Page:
It’s far too simple to blame COVID-19. Matt Richtel, in an essay adapted from “Inspired: Understanding Creativity. A Journey Through Art, Science and the Soul,” writes that while we may say we want to be creative in navigating a puzzle, we are actually averse to innovation: “Subconsciously, we see creativity as noxious and disruptive.” (This may be especially true in religious settings, as researchers have found that thinking about God can stifle creativity.)
The issue? We don’t naturally like uncertainty.
“The reasons for this implicit bias against creativity can be traced to the fundamentally disruptive nature of novel and original creations,” Richtel writes. “Creativity means change, without the certainty of desirable results.”
And haven’t we had it up to here lately with uncertainty? Well, yes.
But if we change our relationship with uncertainty — from exasperated and impatient about those darn squirrels to curious and openhearted — we might just push through the weariness of leading in a pandemic to notice glimpses of possibility and playfulness.
Sarah Stein Greenberg, the executive director of the Stanford d.school, writes that the key is to develop a design mindset — one in which we know that the world is not as it should be yet also know that we have the capacity to meet the challenges as they come.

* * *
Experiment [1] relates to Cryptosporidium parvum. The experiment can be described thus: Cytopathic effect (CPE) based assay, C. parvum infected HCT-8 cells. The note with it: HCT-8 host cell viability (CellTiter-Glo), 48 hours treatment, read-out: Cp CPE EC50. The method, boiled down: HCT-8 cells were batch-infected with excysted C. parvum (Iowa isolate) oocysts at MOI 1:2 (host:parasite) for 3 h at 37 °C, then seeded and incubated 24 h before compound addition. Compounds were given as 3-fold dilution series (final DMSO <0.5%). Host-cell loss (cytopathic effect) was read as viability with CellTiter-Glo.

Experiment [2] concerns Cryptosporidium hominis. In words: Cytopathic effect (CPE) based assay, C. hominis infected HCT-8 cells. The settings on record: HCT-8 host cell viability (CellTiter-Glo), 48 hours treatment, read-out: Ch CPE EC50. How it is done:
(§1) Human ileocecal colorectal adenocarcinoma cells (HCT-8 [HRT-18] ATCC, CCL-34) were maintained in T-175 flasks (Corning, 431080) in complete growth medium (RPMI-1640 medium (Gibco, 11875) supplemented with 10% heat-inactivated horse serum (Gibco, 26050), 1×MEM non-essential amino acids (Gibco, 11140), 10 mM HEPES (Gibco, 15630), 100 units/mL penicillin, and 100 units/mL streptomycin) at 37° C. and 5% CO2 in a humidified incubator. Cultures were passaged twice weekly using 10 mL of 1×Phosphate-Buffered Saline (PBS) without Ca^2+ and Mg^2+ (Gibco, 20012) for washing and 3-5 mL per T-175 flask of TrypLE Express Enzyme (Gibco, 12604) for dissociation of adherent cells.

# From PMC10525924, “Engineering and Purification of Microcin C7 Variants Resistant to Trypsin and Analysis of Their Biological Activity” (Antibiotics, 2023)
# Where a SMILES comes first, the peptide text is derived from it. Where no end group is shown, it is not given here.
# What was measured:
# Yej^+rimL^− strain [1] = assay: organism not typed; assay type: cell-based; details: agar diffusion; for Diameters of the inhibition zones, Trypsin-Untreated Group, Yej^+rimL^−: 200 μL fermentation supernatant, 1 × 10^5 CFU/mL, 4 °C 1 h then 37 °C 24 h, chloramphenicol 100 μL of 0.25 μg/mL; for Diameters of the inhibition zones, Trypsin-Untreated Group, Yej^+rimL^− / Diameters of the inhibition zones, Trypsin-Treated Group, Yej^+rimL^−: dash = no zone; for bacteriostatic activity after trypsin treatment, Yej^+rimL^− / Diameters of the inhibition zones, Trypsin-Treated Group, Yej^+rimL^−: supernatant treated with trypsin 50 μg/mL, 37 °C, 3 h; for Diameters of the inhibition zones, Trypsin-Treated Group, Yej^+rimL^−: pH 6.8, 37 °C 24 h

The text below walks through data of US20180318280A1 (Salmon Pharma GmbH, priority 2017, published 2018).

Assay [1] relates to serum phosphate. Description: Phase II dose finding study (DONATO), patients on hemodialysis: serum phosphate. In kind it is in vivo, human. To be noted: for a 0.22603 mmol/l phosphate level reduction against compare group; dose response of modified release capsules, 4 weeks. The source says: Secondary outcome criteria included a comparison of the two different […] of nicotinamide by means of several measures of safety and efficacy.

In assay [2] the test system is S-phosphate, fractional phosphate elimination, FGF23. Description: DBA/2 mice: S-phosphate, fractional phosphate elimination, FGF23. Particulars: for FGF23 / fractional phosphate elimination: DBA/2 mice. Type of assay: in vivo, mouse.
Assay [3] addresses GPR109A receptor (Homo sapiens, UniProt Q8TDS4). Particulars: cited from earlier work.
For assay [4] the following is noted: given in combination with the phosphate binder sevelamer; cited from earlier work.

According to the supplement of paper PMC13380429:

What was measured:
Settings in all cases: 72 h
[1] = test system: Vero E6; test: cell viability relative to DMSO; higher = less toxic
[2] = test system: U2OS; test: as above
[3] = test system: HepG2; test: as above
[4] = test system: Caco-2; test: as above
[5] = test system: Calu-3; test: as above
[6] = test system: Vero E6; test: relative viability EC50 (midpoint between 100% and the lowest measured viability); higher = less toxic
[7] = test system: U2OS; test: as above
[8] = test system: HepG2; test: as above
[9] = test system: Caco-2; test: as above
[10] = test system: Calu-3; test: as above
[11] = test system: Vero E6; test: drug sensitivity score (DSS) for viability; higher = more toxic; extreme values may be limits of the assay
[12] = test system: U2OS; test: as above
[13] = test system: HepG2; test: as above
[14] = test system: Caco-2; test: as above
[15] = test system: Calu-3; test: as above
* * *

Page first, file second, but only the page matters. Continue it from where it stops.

“In an era like this one, we all need the ability to adapt, to be resilient, and to be creative and generative even when we are uncertain,” she writes in “Creative Acts for Curious People: How to Think, Create and Lead in Unconventional Ways.”
“It’s not enough to know how things have worked in the past; we must be open to creating a dynamic future.”
So how do we do that — become builders rather than maintainers or controllers? How do we become more like Rober and, well, less like ourselves? Rober describes in a TEDx video the three steps he follows to generate ideas:
Be curious. Develop a childlike wonder about the world. Ask yourself: Why is this thing this way? What old ideas can we let go to make space for something new? If we sit long enough to observe something difficult, what insights surprise us?
Work hard. Experiment, fail and learn. Over and over again. What could you try without being overly invested in the outcome? Whom might you empower to join you in trying something new?
Get lucky. Some parts of the creative process are outside your control. That is uncertain, yes — but it also means the world is awash in possibility, waiting to be discovered.
“As you are creative and you observe and question your world, as you work hard [and] build early and often, you increase your chances of getting lucky,” he says. “We are all way more creative than we give ourselves credit for.”
Truth be told, I still find the overbearing squirrels in my yard somewhat irritating. But now I carry Rober’s spirit with me through the challenges of church life — the youth who don’t show up anymore, the languishing ministries, the empty pews — and wonder, not how to fix them, but what they are trying to teach me.